Chances are, you're reading this because you have a higher sex drive than your partner. Or maybe you’re in a monogamous long-distance relationship. Or maybe you have too many options and want to stay true to your partner. There are a lot of reasons why you might want to lower your sex drive.
But it’s important to start by noting that there are no medically recommended ways to lower your sex drive. That’s because sex drive is part of overall good health and rarely (if ever) is having a high sex drive a sign of poor mental or physical health.
When partners in a relationship have enough difference in sex drive that it becomes a consistent issue, sex therapists call this “drive disparity.” Mismatched mojo can be distressing, but that doesn’t mean anything is wrong with either of you.
Often, the more you can accept yourself and each other, the higher your chances of finding a sexual rhythm that works. Sometimes what's required is patience, sometimes it's creativity and often it's a little bit of both. Communication and compassion are also crucial elements in this process.
What Influences Sex Drive?
Sex drive varies vastly among different people and changes over the course of a lifetime. So it’s no surprise that at any given time in your life, you might not be a perfect match with your partner.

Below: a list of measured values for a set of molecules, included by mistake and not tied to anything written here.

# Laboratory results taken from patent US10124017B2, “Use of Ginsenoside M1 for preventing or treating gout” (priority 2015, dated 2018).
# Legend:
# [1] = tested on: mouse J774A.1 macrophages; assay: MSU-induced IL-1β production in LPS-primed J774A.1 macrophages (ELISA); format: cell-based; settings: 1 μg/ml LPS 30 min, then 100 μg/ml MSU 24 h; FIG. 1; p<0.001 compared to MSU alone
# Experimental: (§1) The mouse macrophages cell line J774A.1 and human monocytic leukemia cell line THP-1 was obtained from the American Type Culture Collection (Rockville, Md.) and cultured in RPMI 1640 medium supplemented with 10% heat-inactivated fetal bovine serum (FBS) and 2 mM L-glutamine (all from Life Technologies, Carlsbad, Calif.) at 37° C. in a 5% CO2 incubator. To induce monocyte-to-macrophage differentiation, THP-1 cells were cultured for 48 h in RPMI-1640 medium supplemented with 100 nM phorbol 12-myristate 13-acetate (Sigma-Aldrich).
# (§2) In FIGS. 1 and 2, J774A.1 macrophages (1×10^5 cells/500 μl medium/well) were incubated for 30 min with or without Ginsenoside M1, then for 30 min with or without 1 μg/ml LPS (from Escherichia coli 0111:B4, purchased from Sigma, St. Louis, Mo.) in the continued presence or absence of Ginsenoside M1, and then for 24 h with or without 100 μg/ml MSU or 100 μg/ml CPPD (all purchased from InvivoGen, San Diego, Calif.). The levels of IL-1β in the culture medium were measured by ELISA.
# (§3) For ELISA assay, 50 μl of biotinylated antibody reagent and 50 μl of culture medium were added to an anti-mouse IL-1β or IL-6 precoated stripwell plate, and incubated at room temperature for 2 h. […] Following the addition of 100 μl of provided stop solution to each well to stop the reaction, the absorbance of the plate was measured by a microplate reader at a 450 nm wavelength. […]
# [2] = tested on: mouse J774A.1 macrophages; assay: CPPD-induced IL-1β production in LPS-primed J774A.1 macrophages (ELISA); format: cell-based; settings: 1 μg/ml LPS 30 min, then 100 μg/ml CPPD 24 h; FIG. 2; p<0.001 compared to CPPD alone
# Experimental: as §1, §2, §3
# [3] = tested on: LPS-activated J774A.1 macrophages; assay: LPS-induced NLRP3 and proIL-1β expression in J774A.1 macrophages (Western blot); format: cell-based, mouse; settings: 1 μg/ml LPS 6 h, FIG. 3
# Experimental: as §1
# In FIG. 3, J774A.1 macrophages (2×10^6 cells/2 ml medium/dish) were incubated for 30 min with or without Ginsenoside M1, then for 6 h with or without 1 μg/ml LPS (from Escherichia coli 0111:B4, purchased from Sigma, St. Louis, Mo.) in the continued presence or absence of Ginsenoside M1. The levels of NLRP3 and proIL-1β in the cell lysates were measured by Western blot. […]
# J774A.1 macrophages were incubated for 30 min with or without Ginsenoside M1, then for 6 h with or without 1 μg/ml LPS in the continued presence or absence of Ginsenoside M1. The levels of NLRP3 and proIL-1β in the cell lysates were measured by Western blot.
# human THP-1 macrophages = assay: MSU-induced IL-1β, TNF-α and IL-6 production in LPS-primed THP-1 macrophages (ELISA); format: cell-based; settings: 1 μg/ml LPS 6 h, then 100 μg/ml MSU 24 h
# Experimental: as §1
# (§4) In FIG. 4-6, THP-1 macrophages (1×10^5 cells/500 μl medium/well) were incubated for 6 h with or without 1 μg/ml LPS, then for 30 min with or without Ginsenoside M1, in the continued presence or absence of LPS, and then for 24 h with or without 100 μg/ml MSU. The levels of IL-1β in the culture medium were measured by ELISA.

While this conjugal conundrum can be immensely frustrating, it doesn't mean something is wrong with you. In all likelihood, your sex drive fits within the expansive range of normal. And the same goes for your partner’s.
Diet, fitness, trauma, sleep, medication, stress, menopause, nursing, screen time, self-esteem, genetics, financial stress, fertility challenges, emotional connection with your partner — these are a few of the many factors that can play a role in diminishing one’s interest in sex.
Understanding Mismatched Libidos
Drive disparity can be symptomatic of deeper problems in relationship, but just as often (and perhaps even more frustrating), this intimacy imbalance can take place in otherwise happy relationships.
As Esther Perel explains in her book Mating in Captivity, in a cruel twist of biology, the cozy comfort of a long-term relationship can be the very thing that dampens desire. Many couples start out sharing reasonably well-matched interest in sex — as in, LOTS of interest — and then over time, one partner finds themselves far more interested in sex than the other.
In addition to craving sex itself, many people find themselves yearning for physical intimacy such as cuddling and kissing. Unfortunately, it’s very common for couples to get caught in a cycle where the lower drive person feels pressure to have sex, which pushes down their desire even further.
Even a little cuddling/kissing might raise the higher drive partner’s expectations, so the lower-sex drive partner pulls away to avoid arousing potential pressure. But rejection from someone you love and desire is painful. While the common stereotype is that it’s the wife turning down sex, it’s just as common for men to be the ones with a lower sex drive.